Wednesday, January 21, 2015

Flaring and a Book Review!

How does one tell that they are flaring, you may ask?
Well, one of the ways I can tell is the amount of blood that I spit up while I'm brushing my teeth. Another is the amount of pain I usually am in, also, if I sleep for 16 hours a night and then wake up only to fall asleep while I'm sitting up not even four hours after I leave my bed is another good way to determine just how active my disease is being.

Of course there's always the fall back of what sort of stuff is coming out of my nose and lungs and how many sores I have in my mouth and on my skin, but that's only if you want to really get technical.

In other news, I can't have any Rituxan until February because my insurance at first didn't want to cover it, then they said they'd pre-approve it but that it would only be pre-approved for February. At least it's only another couple of weeks. I've never had this issue with state insurance before, only when I was still on my parents insurance did I have to fight to get my medications.

Ah, well. It is what it is. On to the second half of this blog post.

I finished Lock In a few days ago and I loved it! You can really tell that Scalzi did his research when it came to disability. There were a few things that I wonder if he is going to cover if he does any sequels, though.

First, I would have liked to see some people that had Haden's actively wanting to have their Haden's cured. In the disability community chronic illness is a subcommunity that can sometimes feel left out when it comes to the positive messages that circulate within the larger disabled community. Often times people with chronic illness want a cure, they don't view their bodies as being differently abled, but as something that they want corrected. This is an attitude I expected to see within the Haden community as the locked in symptom was due to an illness. I could imagine that many people who got Haden's when they were older would have more of this view as opposed to the younger people who are locked in and have grown up living in the Agora.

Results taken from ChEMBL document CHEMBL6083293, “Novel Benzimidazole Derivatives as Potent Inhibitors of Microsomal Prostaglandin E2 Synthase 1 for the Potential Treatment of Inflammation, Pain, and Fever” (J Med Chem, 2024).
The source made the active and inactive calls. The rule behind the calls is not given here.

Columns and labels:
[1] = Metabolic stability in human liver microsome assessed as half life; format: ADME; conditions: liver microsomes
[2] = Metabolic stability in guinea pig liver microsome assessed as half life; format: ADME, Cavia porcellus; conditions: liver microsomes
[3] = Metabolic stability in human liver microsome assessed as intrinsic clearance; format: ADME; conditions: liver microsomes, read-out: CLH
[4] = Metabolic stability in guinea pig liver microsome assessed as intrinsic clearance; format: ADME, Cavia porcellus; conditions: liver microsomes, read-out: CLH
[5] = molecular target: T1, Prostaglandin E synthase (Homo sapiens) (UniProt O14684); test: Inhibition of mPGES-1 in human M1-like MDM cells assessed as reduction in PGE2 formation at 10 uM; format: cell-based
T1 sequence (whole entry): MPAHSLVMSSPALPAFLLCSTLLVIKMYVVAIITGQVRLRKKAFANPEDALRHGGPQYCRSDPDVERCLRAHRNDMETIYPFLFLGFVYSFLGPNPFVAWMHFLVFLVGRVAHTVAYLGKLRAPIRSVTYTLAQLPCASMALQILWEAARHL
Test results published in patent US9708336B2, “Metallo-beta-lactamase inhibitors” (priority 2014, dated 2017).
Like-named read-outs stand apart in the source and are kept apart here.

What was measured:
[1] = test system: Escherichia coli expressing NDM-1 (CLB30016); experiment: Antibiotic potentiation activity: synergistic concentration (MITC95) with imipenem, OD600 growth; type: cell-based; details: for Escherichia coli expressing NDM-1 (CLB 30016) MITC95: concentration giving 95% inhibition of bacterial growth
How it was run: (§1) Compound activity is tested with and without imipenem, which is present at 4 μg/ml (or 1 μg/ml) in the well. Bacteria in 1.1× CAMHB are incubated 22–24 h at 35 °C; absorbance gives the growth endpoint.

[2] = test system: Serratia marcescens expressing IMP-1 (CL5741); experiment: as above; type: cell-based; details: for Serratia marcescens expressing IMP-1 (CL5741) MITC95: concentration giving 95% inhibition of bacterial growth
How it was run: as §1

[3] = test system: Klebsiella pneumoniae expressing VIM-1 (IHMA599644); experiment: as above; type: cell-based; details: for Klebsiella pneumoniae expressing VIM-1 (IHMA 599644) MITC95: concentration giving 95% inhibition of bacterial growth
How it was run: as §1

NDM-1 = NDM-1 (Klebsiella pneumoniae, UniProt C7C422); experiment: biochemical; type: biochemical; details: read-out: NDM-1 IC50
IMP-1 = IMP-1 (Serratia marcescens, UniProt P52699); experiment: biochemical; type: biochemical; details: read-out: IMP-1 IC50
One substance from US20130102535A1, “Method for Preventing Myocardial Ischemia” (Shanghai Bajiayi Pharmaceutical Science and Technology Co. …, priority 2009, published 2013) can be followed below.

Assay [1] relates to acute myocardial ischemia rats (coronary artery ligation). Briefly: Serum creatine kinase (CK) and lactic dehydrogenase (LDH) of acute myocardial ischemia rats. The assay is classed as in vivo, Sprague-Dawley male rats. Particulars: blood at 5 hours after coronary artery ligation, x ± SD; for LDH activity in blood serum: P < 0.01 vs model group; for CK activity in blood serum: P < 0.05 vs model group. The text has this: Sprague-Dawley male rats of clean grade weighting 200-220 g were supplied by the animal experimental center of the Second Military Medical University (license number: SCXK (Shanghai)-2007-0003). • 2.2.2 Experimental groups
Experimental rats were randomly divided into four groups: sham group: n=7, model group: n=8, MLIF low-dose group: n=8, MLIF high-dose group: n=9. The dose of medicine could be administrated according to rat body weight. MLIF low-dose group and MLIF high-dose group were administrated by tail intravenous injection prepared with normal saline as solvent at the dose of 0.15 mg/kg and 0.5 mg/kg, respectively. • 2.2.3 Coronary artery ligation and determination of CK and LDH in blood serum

I also would have liked to see more interactions between people that were locked in and were using Integrators. That was a situation where it would have been interesting for the author to explore the idea of invisible disability. There was a short bit where this seemed to be brought up, but it wasn't explored with much depth. People with invisible disabilities are often treated poorly because they "don't look disabled" enough so others feel that they don't deserve to use the disabled parking spaces or they are ignored when it comes to discussing things that effect the disabled community.

I really liked how Scalzi brought in the issues in medical funding and what would happen to people if they were suddenly faced with losing their disability status. In my case, I would be dead if I were unable to have state provided insurance to help cover medical costs. Scalzi also brought in the rarity of those suffering from Haden's that were locked in and how much of a glut happened in research into their issues because of the famous people that caught Haden's and became locked in. Having a public face to put on a disease is the easiest way to get funding for a disease; without funding people that end up with rare disease have to struggle and fight to get treatments. 

I really, really enjoyed the novel and I hope that Scalzi writes more in the universe he has created.  He was able to touch on all of these subjects within a story where the main focus was a crime mystery. I wish more authors were able to understand the importance of detail in their world building when it comes to stuff like this.

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